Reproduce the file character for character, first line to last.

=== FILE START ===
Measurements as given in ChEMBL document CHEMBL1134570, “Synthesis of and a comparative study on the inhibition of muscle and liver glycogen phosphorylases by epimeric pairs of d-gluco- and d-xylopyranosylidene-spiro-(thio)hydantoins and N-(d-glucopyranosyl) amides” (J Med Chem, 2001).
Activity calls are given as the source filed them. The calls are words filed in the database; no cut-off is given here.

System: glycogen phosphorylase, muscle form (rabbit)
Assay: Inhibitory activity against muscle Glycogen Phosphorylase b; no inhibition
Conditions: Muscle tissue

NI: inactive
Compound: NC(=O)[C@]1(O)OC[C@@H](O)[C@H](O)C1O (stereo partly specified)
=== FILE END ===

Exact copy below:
Measurements as given in ChEMBL document CHEMBL1134570, “Synthesis of and a comparative study on the inhibition of muscle and liver glycogen phosphorylases by epimeric pairs of d-gluco- and d-xylopyranosylidene-spiro-(thio)hydantoins and N-(d-glucopyranosyl) amides” (J Med Chem, 2001).
Activity calls are given as the source filed them. The calls are words filed in the database; no cut-off is given here.

System: glycogen phosphorylase, muscle form (rabbit)
Assay: Inhibitory activity against muscle Glycogen Phosphorylase b; no inhibition
Conditions: Muscle tissue

NI: inactive
Compound: NC(=O)[C@]1(O)OC[C@@H](O)[C@H](O)C1O (stereo partly specified)